Jump to content
Sign in to follow this  
KWRB

War Year Tractors

Recommended Posts

I picked up an OS-6 a few years ago that's waiting its turn in line. I don't recall the serial number and can't get to it right quick. I did notice the other day, for the first time, that the shifter knob is the cast iron (cast steel, according to some online info?) one. I know I can look up the serial number to find out if it is truly a war year tractor, but it's not an option at the moment.

So my question is, other than cast shifter knobs, what else is different or special about war year machines?

Share this post


Link to post
Share on other sites

Is is cast iron not cast steel. The radiator cores had steel fins instead of copper and the grill emblem was made of steel instead of aluminum.

Share this post


Link to post
Share on other sites

Just about every IH plant with a major product line had a foundry, that poured grey iron. They had one dedicated ductile or nodular iron foundry, the other iron foundries maybe poured a bit of ductile as required. I don't know of a one that poured steel. The hardware to produce the two materials is different, and the processes lots different, I only knew ONE foundry that poured both iron and steel, quality on either was terrible, and they went belly-UP 20 years ago. IH did have several shops that forged steel, Louisville had a huge forge shop, Canton, and Indy. Forging is stronger, much much less chance of defects, like sand inclusions, or slag inclusions. And the real forging benefit is much nearer to a net shape part.  The fact so many people weld up the very bottom of the shift lever, means it's steel, so a 99+% chance it's forged.

Had a Deeroid try to tell me his Dad bought two 706 gas tractors back around 1964, said they had ALUMINUM engine blocks. IH bought a few die cast aluminum castings, but they sure as heck did NOT cast or buy aluminum cylinder blocks.

  • Like 1

Share this post


Link to post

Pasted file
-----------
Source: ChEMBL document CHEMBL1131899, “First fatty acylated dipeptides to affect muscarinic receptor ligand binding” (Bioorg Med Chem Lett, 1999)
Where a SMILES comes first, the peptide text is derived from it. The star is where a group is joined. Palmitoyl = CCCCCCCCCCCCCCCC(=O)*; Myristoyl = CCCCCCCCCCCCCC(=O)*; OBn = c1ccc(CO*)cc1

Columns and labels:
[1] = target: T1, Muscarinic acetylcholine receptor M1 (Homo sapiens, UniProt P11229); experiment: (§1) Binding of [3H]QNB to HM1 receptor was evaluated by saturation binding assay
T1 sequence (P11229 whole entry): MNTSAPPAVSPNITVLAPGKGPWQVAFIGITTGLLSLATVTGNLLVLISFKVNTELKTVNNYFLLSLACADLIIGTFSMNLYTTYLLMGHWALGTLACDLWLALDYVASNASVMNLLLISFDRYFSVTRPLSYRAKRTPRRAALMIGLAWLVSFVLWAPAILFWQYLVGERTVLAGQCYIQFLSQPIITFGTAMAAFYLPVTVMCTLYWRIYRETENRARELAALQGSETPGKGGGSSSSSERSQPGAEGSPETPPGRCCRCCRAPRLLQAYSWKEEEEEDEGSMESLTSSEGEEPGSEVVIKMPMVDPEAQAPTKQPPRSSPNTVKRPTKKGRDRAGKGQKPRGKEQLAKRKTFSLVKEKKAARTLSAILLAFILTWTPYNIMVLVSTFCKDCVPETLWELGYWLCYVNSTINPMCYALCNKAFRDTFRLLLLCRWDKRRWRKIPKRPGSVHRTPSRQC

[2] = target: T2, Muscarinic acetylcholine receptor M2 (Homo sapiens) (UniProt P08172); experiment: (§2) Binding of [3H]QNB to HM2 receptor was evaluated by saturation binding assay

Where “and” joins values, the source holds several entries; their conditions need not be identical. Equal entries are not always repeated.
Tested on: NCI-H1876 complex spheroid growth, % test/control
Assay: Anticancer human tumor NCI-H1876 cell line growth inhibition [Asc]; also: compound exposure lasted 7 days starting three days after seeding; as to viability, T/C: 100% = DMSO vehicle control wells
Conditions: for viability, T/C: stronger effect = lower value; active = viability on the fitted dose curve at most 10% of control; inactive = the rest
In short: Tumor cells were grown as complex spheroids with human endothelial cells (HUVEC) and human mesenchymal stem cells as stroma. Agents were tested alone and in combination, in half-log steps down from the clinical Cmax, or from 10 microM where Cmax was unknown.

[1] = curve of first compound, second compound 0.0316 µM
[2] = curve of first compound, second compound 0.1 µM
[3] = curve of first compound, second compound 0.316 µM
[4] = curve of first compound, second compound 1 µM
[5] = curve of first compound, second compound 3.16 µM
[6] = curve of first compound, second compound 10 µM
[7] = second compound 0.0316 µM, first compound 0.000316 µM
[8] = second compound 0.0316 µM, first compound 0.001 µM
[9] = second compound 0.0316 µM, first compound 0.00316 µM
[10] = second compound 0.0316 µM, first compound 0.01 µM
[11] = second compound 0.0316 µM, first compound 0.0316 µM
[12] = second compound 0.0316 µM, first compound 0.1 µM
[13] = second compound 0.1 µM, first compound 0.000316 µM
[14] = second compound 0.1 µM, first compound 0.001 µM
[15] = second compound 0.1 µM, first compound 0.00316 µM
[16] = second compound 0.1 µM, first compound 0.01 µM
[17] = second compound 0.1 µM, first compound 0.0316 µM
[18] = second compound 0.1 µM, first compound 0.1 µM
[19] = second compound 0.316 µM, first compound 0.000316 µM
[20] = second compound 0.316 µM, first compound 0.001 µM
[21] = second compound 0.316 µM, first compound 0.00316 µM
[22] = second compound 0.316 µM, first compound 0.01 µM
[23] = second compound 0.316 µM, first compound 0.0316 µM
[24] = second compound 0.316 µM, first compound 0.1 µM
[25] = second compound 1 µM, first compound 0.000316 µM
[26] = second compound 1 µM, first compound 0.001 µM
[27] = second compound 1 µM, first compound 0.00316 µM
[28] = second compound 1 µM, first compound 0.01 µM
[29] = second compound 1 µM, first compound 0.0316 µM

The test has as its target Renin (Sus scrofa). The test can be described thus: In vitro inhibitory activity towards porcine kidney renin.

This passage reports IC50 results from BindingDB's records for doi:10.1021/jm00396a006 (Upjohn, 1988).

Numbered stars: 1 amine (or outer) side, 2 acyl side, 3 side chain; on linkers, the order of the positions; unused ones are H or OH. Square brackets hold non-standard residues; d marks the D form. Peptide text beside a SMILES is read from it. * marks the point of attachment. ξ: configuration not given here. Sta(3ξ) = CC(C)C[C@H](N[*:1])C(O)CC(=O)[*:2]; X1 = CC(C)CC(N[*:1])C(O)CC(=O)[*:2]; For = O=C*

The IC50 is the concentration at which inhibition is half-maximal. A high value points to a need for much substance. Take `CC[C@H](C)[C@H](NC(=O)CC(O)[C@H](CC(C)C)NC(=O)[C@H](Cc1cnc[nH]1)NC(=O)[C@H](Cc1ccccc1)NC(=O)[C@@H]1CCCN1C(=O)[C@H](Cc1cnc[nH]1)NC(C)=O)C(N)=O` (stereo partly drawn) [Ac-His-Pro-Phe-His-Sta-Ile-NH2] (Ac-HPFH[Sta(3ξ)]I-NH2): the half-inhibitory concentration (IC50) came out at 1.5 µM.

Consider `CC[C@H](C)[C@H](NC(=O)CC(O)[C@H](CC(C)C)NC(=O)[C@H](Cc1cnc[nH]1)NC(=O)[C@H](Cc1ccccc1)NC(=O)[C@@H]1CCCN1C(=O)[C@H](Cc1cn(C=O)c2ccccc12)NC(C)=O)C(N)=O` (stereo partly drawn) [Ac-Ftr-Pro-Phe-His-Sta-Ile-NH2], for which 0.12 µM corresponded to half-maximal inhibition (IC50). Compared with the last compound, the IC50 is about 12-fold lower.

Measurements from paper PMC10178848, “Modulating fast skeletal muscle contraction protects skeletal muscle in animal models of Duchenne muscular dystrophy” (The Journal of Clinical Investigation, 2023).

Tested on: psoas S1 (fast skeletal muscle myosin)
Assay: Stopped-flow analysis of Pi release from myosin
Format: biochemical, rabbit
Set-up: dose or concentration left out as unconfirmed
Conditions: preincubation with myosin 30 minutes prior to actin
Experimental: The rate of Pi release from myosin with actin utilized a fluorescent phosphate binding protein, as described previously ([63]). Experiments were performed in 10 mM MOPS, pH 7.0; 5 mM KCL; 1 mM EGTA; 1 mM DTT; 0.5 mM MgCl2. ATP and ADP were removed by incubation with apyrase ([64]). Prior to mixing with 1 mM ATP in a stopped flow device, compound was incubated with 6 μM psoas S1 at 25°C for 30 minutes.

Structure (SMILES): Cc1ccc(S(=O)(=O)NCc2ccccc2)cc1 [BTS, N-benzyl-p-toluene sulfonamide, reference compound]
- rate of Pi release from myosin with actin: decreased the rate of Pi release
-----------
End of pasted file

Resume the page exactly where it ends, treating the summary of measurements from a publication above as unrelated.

Share on other sites

Doctor Evil, I believe that. I believe it's iron. No reason for it to be steel. There isn't any stress on it to justify making it from steel.

I'm more interested in -IF it's a war year machine- what else would be different about it. It seems the only thing that would be visible would be the shifter knob.

 

Share this post


Link to post
Share on other sites

The war production machines suffered from lack of pigment in the paint. Everything was in short supply due to the war effort.   The original paint had an orange hue to it.  Grandpa's H has patches of it showing through the repaint.

20190607_203900.jpg

  • Like 1

Share this post


Link to post
Share on other sites

My M is a 1944, has a cast iron shift knob - there is a number on it which I guess is the part number 

Share this post


Link to post
Share on other sites

Well on Classic Tractor Fever I saw a wartime Farmall H and a two bottom little Genius plow that was believed by the owner to be a wartime plow. The H was a 1942 model and it had steel wheels and no lights and electrical system. There was some other things too that indicated it as a wartime tractor. When I get a minute I’ll post a link of the video 

Share this post


Link to post
Share on other sites

I have a 46 W6 that has a metal knob. Not sure that a metal knob is a good indicator it is a war year tractor

Share this post


Link to post
Share on other sites

 

Share this post


Link to post
Share on other sites
10 hours ago, timbo1946 said:

I have a 46 W6 that has a metal knob. Not sure that a metal knob is a good indicator it is a war year tractor

i agree. I thought this OS-6 was a post-war machine, but still haven't had the time to check the serial.

I've never heard of the wheatland format letter series tractors (or the corresponding orchards) having steel wheels so I highly doubt mine ever should have.

Share this post